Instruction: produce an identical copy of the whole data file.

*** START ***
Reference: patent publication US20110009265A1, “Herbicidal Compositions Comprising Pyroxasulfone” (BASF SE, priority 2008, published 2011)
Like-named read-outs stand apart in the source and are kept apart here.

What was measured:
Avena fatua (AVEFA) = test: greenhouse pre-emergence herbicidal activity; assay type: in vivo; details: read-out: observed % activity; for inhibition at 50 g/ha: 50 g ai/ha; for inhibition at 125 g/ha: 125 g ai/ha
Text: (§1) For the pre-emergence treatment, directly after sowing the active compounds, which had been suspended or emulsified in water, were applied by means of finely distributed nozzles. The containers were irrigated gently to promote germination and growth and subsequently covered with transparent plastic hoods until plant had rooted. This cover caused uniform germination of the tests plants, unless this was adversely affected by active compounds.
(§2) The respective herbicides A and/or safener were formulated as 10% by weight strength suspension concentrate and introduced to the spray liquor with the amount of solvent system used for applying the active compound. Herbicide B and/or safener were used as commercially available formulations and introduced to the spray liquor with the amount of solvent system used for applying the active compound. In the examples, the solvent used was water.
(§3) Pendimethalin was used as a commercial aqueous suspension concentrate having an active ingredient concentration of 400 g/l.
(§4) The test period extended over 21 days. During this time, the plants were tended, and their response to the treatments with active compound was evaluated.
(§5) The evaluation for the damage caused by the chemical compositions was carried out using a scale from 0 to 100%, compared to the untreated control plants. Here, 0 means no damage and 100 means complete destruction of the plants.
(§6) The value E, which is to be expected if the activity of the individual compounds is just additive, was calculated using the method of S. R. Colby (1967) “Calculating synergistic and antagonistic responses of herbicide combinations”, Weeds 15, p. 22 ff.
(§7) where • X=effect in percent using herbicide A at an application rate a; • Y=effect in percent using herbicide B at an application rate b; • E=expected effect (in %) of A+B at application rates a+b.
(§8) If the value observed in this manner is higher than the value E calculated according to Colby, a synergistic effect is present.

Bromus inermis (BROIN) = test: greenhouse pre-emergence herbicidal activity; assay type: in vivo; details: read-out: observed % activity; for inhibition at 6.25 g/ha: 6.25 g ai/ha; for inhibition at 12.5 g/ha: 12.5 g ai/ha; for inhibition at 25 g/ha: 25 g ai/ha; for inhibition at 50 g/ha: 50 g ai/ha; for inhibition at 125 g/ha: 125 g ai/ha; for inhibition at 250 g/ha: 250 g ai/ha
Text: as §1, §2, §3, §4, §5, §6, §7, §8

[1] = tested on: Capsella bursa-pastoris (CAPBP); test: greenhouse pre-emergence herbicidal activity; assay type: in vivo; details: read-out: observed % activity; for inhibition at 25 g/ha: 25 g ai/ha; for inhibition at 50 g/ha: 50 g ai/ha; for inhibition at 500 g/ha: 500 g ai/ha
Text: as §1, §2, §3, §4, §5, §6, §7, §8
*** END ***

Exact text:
Reference: patent publication US20110009265A1, “Herbicidal Compositions Comprising Pyroxasulfone” (BASF SE, priority 2008, published 2011)
Like-named read-outs stand apart in the source and are kept apart here.

What was measured:
Avena fatua (AVEFA) = test: greenhouse pre-emergence herbicidal activity; assay type: in vivo; details: read-out: observed % activity; for inhibition at 50 g/ha: 50 g ai/ha; for inhibition at 125 g/ha: 125 g ai/ha
Text: (§1) For the pre-emergence treatment, directly after sowing the active compounds, which had been suspended or emulsified in water, were applied by means of finely distributed nozzles. The containers were irrigated gently to promote germination and growth and subsequently covered with transparent plastic hoods until plant had rooted. This cover caused uniform germination of the tests plants, unless this was adversely affected by active compounds.
(§2) The respective herbicides A and/or safener were formulated as 10% by weight strength suspension concentrate and introduced to the spray liquor with the amount of solvent system used for applying the active compound. Herbicide B and/or safener were used as commercially available formulations and introduced to the spray liquor with the amount of solvent system used for applying the active compound. In the examples, the solvent used was water.
(§3) Pendimethalin was used as a commercial aqueous suspension concentrate having an active ingredient concentration of 400 g/l.
(§4) The test period extended over 21 days. During this time, the plants were tended, and their response to the treatments with active compound was evaluated.
(§5) The evaluation for the damage caused by the chemical compositions was carried out using a scale from 0 to 100%, compared to the untreated control plants. Here, 0 means no damage and 100 means complete destruction of the plants.
(§6) The value E, which is to be expected if the activity of the individual compounds is just additive, was calculated using the method of S. R. Colby (1967) “Calculating synergistic and antagonistic responses of herbicide combinations”, Weeds 15, p. 22 ff.
(§7) where • X=effect in percent using herbicide A at an application rate a; • Y=effect in percent using herbicide B at an application rate b; • E=expected effect (in %) of A+B at application rates a+b.
(§8) If the value observed in this manner is higher than the value E calculated according to Colby, a synergistic effect is present.

Bromus inermis (BROIN) = test: greenhouse pre-emergence herbicidal activity; assay type: in vivo; details: read-out: observed % activity; for inhibition at 6.25 g/ha: 6.25 g ai/ha; for inhibition at 12.5 g/ha: 12.5 g ai/ha; for inhibition at 25 g/ha: 25 g ai/ha; for inhibition at 50 g/ha: 50 g ai/ha; for inhibition at 125 g/ha: 125 g ai/ha; for inhibition at 250 g/ha: 250 g ai/ha
Text: as §1, §2, §3, §4, §5, §6, §7, §8

[1] = tested on: Capsella bursa-pastoris (CAPBP); test: greenhouse pre-emergence herbicidal activity; assay type: in vivo; details: read-out: observed % activity; for inhibition at 25 g/ha: 25 g ai/ha; for inhibition at 50 g/ha: 50 g ai/ha; for inhibition at 500 g/ha: 500 g ai/ha
Text: as §1, §2, §3, §4, §5, §6, §7, §8